today's readings are Acts 4: 32-35; Psalm 118 : 1 John  1 John 5: 1-6 and John 20: 19-31 “Peace be with you”.  Up to that moment, the disciples knew no peace – the doors were locked, they were scared – scared of the authorities had Jesus put to death.  They are also in shock at His horrible death.  There they are, with their world turned upside down.  And then Jesus shows up and says, “Peace be with you”.  It was a peace for their fears, and to comfort and reassure them.  Next, they receive the Holy Spirit - for the forgiveness of sins.  Because there is a whole lot of forgiving that going to be needed – from Jesus, for each other, and in the centuries to come, within the Christian community.  How did they now feel?  Relieved, grateful, and joyful.     But Thomas is not there – they tell him later what has happened – but he won’t believe them – dear ol' doubting Thomas.  But I have always wondered, why wasn’t Thomas there?  We don’t know – the gospel doesn’t tell us.    Some years ago, I asked that question to a very wise nun. She gave an answer that I think is “bang on” – she said that Thomas wasn’t there because he was full of shame.  Shame about what he has done – shame about what the others have done.  Think about it, they walked with Him, broke bread with Him, learned from Him.  But in His hour of need what did they do?  Other than John, they all fled. During His suffering, passion and death they betrayed Him, they denied Him, and they deserted Him.  When the going got tough – they got going. They let Jesus down – Thomas realizes this, and he is filled with shame.  Have you ever betrayed someone or really let them down?  And afterwards you think that what you did is so bad you don’t want to even face that person – there’s no way you can look them in the eye.  And if you do meet them, you are fearful about how they are going to react to you.  Are they going to yell at you, hit you, give you the cold shoulder – and will they ever forgive you?  That gives you an idea as to how Thomas might have been feeling.  After what they have done to Jesus, Thomas can’t conceive that Jesus would want to have anything to do with them – hence his disbelief when he was told that Jesus appeared to them.  Jesus comes back one more time – and says “Peace be with you”.  He knows Thomas needs peace. And then He presents his wounds to Thomas – the very visible signs of what brings such shame to Thomas.  But Jesus doesn’t angrily stick His wounds in Thomas’ face, but does so in forgiveness.  Peace be with you – Thomas, don’t hang your head in shame - I forgive you – I love you.  You are Mine.    Peace be with you.  Jesus says that to every single one of us today.   Where do you need peace in your life – maybe in a relationship that needs mending because of something bad that has been said or done – or maybe because of your fears - for fears for the future – fears about your health, your job – fears about a friendship - just like the disciples, just like Thomas, we all need peace – in our world, our communities, in our lives.  Jesus offers us His peace.  A peace that says – I am never going to leave you, I will never desert you.  Yes, as humans, each one of us can desert Him, but He, He will never desert you.  And even if you are at a point in your life where you don’t like yourself or don’t love yourself, remember this - Jesus never stops loving you – and not just the good you.  He loves ALL of you.  Peace be with you. That peace He offers to us? It’s a peace of endless love and divine mercy.  That is what we celebrate this Sunday.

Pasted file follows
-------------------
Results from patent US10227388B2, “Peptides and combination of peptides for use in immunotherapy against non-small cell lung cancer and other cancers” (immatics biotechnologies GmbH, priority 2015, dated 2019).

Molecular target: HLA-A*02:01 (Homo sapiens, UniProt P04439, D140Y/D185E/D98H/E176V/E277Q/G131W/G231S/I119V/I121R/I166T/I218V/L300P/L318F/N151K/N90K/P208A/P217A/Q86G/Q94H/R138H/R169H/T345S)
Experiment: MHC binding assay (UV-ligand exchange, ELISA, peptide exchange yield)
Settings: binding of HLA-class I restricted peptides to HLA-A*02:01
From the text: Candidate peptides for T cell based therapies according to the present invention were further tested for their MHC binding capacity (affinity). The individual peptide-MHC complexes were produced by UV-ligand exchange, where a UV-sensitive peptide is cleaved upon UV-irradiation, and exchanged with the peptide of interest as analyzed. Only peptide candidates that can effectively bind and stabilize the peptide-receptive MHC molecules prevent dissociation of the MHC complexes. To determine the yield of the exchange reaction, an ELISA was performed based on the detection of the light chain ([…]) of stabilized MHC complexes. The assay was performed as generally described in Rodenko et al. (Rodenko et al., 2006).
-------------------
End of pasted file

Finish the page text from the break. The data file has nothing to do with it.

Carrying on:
Fr. Michael Machacek